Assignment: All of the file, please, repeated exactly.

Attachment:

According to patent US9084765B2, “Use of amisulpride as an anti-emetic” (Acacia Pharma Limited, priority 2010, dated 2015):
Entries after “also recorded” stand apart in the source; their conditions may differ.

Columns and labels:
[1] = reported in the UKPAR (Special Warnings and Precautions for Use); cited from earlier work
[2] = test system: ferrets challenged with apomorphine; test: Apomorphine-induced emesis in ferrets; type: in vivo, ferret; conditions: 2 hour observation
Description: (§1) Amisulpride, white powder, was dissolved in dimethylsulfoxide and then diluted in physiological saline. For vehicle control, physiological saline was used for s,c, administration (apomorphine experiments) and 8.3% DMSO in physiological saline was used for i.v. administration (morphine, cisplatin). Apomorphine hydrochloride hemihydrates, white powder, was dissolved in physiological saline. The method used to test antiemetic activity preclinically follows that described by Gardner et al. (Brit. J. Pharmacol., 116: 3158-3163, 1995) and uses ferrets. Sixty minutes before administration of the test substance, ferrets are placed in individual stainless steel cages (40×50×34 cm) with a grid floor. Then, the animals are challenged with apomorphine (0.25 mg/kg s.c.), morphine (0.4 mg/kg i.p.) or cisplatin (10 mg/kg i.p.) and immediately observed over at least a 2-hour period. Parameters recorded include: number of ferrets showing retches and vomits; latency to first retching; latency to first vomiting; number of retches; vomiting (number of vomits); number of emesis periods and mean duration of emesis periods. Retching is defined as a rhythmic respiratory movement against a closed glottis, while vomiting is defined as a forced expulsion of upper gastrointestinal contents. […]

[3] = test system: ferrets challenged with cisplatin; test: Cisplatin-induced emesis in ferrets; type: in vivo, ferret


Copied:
According to patent US9084765B2, “Use of amisulpride as an anti-emetic” (Acacia Pharma Limited, priority 2010, dated 2015):
Entries after “also recorded” stand apart in the source; their conditions may differ.

Columns and labels:
[1] = reported in the UKPAR (Special Warnings and Precautions for Use); cited from earlier work
[2] = test system: ferrets challenged with apomorphine; test: Apomorphine-induced emesis in ferrets; type: in vivo, ferret; conditions: 2 hour observation
Description: (§1) Amisulpride, white powder, was dissolved in dimethylsulfoxide and then diluted in physiological saline. For vehicle control, physiological saline was used for s,c, administration (apomorphine experiments) and 8.3% DMSO in physiological saline was used for i.v. administration (morphine, cisplatin). Apomorphine hydrochloride hemihydrates, white powder, was dissolved in physiological saline. The method used to test antiemetic activity preclinically follows that described by Gardner et al. (Brit. J. Pharmacol., 116: 3158-3163, 1995) and uses ferrets. Sixty minutes before administration of the test substance, ferrets are placed in individual stainless steel cages (40×50×34 cm) with a grid floor. Then, the animals are challenged with apomorphine (0.25 mg/kg s.c.), morphine (0.4 mg/kg i.p.) or cisplatin (10 mg/kg i.p.) and immediately observed over at least a 2-hour period. Parameters recorded include: number of ferrets showing retches and vomits; latency to first retching; latency to first vomiting; number of retches; vomiting (number of vomits); number of emesis periods and mean duration of emesis periods. Retching is defined as a rhythmic respiratory movement against a closed glottis, while vomiting is defined as a forced expulsion of upper gastrointestinal contents. […]

[3] = test system: ferrets challenged with cisplatin; test: Cisplatin-induced emesis in ferrets; type: in vivo, ferret